Next came Jane Carrey, who was mostly memorable for being Jim Carrey's daughter back in San Diego. She was overconfident in her opening video, which should've been a warning sign, since the judges risked the wrath of the lunatic who played "The Mask" and chose not to put her through. Sadly, the "Idol" producers apparently couldn't get Daddy Carrey on the phone on-camera to offer his commiserations (you know, like we've totally seen every other non-famous parent do after their kid is eliminated in this episode), but they did force Jane to tell them what his sage advice was after she'd spoken to him. Apparently, Jim Carrey has faced much rejection in his life, too, and Jane shouldn't give up on her dreams. Million dollar wisdom, no?
After another montage of the depressing people who tried to argue or cajole the judges into giving them another chance to sing, we caught up with David Leathers, a confident 17-year-old who looks more like he's 12. He blew the judges and the other contestants away with a fearless rendition of Celine Dion's "Because You Loved Me," hitting high notes that Justin Bieber could never dream of. I just hope his voice has already settled, because it would be a real shame to lose such an incredible range. The judges eagerly put him through.
Next up was Shannon Magraine, whose father, Joe, played in the 1987 World Series. Her audition was mostly memorable for the fact that Steven Tyler creepily hit on the 15-year-old in front of said father, which was all kinds of awkward. For Hollywood Week, she chose one of the most overused and frequently butchered audition songs, Alicia Keys' "Falling," but she actually did a serviceable job of it, with a richness and control that prevented the tune from going off the rails. Both she and Jessica Phillips, the woman whose boyfriend suffered a tragic stroke last year, made it through to the next round. Jessica was a little too prone to tossing in unnecessary runs, and the start of the song was a little shaky, but she has a beautiful upper register and I think some of us are just rooting for her to succeed because of her commitment to her man.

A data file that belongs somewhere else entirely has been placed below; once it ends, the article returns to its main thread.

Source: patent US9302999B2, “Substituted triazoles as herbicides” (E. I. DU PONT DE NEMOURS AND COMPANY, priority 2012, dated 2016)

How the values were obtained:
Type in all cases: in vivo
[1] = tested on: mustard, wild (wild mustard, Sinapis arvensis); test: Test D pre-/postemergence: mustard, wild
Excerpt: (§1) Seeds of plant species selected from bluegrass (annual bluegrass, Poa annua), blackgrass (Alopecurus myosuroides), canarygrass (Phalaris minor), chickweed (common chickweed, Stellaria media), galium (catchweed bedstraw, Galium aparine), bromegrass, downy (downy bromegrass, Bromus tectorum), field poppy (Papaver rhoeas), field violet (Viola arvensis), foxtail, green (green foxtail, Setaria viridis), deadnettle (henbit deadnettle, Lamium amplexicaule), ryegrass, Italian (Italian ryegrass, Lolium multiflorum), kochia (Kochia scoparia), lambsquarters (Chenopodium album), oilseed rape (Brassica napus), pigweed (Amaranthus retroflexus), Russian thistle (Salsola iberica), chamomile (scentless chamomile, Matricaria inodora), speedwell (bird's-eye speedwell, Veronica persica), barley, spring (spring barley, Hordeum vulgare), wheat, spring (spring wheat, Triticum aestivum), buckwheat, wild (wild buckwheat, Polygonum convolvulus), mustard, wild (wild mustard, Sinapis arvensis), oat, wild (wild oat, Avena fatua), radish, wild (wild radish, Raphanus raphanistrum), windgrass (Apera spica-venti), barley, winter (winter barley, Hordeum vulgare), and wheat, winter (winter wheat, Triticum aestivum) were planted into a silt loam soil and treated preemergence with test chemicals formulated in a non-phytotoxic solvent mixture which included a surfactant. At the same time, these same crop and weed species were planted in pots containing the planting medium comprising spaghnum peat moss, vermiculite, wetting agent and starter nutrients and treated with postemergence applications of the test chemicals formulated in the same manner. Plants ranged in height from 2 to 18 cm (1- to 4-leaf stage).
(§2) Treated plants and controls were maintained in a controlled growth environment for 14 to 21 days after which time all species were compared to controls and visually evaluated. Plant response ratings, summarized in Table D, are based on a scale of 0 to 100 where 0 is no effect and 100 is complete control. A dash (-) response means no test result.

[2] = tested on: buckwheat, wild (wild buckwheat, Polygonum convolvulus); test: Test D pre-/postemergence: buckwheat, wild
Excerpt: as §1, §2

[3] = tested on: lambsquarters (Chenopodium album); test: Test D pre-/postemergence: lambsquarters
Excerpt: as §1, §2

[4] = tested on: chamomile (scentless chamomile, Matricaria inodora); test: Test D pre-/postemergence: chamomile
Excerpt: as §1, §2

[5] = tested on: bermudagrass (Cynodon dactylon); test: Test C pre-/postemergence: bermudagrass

We trotted through Erika Van Pelt (a bland but competent rock chick), Aaron Marcellus (an unremarkable but controlled R&B singer) and quirky Creighton Fraker (a hipster with the courage to tackle Queen) in short order, and all three were deemed safe from elimination. We also saw sweet Lauren Mink, who cares for adults with learning disabilities, but who kind of mangled Heart's "Alone" with strange key changes and odd phrasing. Also in her group was Jeremy Rosado, a germaphobe who somehow manages to work at a clinic that handles infectious diseases. His take on Luther Vandross' "Superstar" was fairly forgettable, but he at least had a good grasp of melody. But before we could find out how they did, we had one last audition for the night: Symone Black, a sweet 16-year-old who has an overbearing (or "supportive") stage dad. As the judges asked her why she chose Otis Redding's "Sitting on the Dock of the Bay," she started to sway and stagger, before finally collapsing off the edge of the stage with a resounding crash.
I'm fairly sure even the "Idol" producers wouldn't have milked such a painful moment with a shameless cliffhanger if she'd actually been critically injured, but it still seemed tacky in the extreme to end the episode at that point, don't you think? Tune in tomorrow to see whether she broke her neck, y'all!
'American Idol' airs Wednesdays and Thursdays at 8 p.m. EST on Fox.
Were you disappointed with who the judges sent home? Is there anyone you think they made a mistake on? Weigh in below.